By virtue of being the best supported teams in the country, smaller and financially vulnerable clubs have depended on Highlanders and Dynamos’ countrywide magnetism to boost their gate-takings whenever the former champions visit them.

No doubt, this popularity has contributed significantly to success on the field of play, with Dynamos and Highlanders winning the championship eight and six times respectively in the 24 years of the modern PSL. CAPS United captured their fourth PSL title last season.

Only seven other teams — Black Aces, Amazulu, Monomotapa, Gunners, Motor Action, Chicken Inn and Monomotapa — have managed to win the title in the period under review.

Six of the seven, however, are no longer in existence, forced into extinction by a fragile financial situation that has also thrown several other clubs out of business.

Proud heritage aside, the Big Three is miserably failing to stamp authority on the financial front. Dynamos and Highlanders are in particular predicament following expiry of their sponsorship deal with BancABC.

The two have enjoyed the privilege of the sponsorship since 2011. BancABC paid the salaries of players and technical staff, with the clubs taking care of winning bonuses and signing-on fees.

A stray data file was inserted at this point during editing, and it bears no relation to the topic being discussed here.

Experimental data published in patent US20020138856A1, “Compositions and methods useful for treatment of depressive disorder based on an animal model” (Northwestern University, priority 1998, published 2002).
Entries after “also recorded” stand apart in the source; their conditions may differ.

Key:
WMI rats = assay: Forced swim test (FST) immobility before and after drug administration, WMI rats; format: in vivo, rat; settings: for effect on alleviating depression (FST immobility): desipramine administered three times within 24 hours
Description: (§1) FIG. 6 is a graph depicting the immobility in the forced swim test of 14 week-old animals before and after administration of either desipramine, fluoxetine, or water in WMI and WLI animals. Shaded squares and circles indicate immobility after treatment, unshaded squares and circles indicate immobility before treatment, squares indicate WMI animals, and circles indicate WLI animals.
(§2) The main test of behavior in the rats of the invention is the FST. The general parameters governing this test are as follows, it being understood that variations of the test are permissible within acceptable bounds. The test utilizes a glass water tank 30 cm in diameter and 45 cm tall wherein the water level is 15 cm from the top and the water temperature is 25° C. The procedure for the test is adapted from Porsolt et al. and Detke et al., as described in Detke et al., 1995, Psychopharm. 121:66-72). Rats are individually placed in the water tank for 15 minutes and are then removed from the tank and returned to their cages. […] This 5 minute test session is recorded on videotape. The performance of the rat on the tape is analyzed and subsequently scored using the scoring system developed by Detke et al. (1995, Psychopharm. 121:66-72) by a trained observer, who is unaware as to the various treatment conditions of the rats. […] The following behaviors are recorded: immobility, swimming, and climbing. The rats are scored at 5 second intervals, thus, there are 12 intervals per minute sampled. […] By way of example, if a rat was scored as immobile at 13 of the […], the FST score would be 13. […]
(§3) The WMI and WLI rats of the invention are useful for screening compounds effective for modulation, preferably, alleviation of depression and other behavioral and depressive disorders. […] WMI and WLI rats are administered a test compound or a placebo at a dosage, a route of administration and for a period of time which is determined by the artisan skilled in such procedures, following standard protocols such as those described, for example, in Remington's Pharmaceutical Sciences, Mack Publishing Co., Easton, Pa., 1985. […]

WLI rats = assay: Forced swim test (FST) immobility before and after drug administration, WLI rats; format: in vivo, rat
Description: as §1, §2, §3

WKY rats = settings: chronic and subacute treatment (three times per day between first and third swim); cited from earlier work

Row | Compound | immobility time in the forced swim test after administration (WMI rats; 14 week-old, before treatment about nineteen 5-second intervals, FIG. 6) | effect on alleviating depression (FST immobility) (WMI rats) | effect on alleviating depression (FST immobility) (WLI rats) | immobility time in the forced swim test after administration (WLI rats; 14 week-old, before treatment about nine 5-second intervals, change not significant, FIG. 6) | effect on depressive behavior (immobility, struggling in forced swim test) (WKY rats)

But with the pan-African financial services provider yet to commit on a new deal, the two giants, which have reportedly been facing financial challenges due to mounting debts, could be left facing an uncertain future.

Highlanders, the oldest club in the country with a rich history spanning almost nine decades, are reportedly facing a crippling debt of close to $1 million. It’s a lot of money for a club like Highlanders. It gets to the heart of the club’s future.

Troubled by the mounting debt, life club members last July resolved at a crisis meeting to each pay a monthly fee as part of desperate measures to sustain the club.

The members, who are expected to meet today to deliberate on the club’s survival during their annual general meeting, said they would fork out a minimum $20 each towards working capital at the club as the first measure to deal with the financial problems.

CAPS, the third of the Big Three, are also grappling with financial difficulties of their own.